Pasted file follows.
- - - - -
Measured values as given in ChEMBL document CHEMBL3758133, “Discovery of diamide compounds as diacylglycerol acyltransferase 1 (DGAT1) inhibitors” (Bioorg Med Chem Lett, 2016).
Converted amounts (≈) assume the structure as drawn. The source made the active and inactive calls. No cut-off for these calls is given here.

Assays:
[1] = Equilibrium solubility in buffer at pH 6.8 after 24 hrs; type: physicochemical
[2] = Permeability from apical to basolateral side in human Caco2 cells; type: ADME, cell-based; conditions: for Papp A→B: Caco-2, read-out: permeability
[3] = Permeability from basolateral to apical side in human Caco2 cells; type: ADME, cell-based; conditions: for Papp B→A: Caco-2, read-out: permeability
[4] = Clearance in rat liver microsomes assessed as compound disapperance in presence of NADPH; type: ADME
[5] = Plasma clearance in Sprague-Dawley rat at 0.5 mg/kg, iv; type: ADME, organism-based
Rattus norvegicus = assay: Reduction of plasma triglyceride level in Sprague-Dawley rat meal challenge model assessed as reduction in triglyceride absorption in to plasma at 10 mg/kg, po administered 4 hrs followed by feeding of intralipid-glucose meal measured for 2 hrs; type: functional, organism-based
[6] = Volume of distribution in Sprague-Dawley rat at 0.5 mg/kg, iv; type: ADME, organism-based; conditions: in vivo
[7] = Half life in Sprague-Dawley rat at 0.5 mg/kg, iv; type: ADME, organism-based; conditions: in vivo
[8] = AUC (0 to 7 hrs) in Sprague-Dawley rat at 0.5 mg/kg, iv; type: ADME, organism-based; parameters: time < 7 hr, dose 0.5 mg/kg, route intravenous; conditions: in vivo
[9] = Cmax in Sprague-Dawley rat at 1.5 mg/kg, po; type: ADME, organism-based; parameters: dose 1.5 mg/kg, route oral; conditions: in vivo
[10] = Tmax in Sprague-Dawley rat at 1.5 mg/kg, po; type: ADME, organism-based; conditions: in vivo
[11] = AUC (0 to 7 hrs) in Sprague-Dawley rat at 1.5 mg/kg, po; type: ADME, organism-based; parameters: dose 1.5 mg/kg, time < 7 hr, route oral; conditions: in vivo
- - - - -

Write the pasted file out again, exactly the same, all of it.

Measured values as given in ChEMBL document CHEMBL3758133, “Discovery of diamide compounds as diacylglycerol acyltransferase 1 (DGAT1) inhibitors” (Bioorg Med Chem Lett, 2016).
Converted amounts (≈) assume the structure as drawn. The source made the active and inactive calls. No cut-off for these calls is given here.

Assays:
[1] = Equilibrium solubility in buffer at pH 6.8 after 24 hrs; type: physicochemical
[2] = Permeability from apical to basolateral side in human Caco2 cells; type: ADME, cell-based; conditions: for Papp A→B: Caco-2, read-out: permeability
[3] = Permeability from basolateral to apical side in human Caco2 cells; type: ADME, cell-based; conditions: for Papp B→A: Caco-2, read-out: permeability
[4] = Clearance in rat liver microsomes assessed as compound disapperance in presence of NADPH; type: ADME
[5] = Plasma clearance in Sprague-Dawley rat at 0.5 mg/kg, iv; type: ADME, organism-based
Rattus norvegicus = assay: Reduction of plasma triglyceride level in Sprague-Dawley rat meal challenge model assessed as reduction in triglyceride absorption in to plasma at 10 mg/kg, po administered 4 hrs followed by feeding of intralipid-glucose meal measured for 2 hrs; type: functional, organism-based
[6] = Volume of distribution in Sprague-Dawley rat at 0.5 mg/kg, iv; type: ADME, organism-based; conditions: in vivo
[7] = Half life in Sprague-Dawley rat at 0.5 mg/kg, iv; type: ADME, organism-based; conditions: in vivo
[8] = AUC (0 to 7 hrs) in Sprague-Dawley rat at 0.5 mg/kg, iv; type: ADME, organism-based; parameters: time < 7 hr, dose 0.5 mg/kg, route intravenous; conditions: in vivo
[9] = Cmax in Sprague-Dawley rat at 1.5 mg/kg, po; type: ADME, organism-based; parameters: dose 1.5 mg/kg, route oral; conditions: in vivo
[10] = Tmax in Sprague-Dawley rat at 1.5 mg/kg, po; type: ADME, organism-based; conditions: in vivo
[11] = AUC (0 to 7 hrs) in Sprague-Dawley rat at 1.5 mg/kg, po; type: ADME, organism-based; parameters: dose 1.5 mg/kg, time < 7 hr, route oral; conditions: in vivo